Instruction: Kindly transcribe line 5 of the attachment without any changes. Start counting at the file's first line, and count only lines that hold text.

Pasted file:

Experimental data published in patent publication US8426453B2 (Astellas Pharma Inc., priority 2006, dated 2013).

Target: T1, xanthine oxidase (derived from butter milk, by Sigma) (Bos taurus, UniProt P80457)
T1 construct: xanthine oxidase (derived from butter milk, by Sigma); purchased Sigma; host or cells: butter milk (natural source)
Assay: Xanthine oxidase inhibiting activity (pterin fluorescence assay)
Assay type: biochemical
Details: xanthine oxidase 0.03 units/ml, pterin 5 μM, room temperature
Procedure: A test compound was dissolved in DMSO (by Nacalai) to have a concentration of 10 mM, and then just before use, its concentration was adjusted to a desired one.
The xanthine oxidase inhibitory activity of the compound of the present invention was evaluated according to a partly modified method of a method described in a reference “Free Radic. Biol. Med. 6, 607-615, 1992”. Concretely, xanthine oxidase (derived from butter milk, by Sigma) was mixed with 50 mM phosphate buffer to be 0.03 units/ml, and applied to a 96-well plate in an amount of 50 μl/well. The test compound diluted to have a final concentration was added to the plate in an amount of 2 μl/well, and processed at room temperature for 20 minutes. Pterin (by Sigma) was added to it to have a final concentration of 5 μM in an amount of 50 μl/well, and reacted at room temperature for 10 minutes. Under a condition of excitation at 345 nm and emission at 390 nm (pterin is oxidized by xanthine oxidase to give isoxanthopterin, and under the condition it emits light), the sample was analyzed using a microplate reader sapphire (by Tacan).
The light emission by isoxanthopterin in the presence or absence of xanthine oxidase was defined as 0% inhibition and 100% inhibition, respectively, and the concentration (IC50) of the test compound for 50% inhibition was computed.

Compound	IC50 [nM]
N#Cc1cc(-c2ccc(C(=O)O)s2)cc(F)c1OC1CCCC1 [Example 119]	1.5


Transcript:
Assay type: biochemical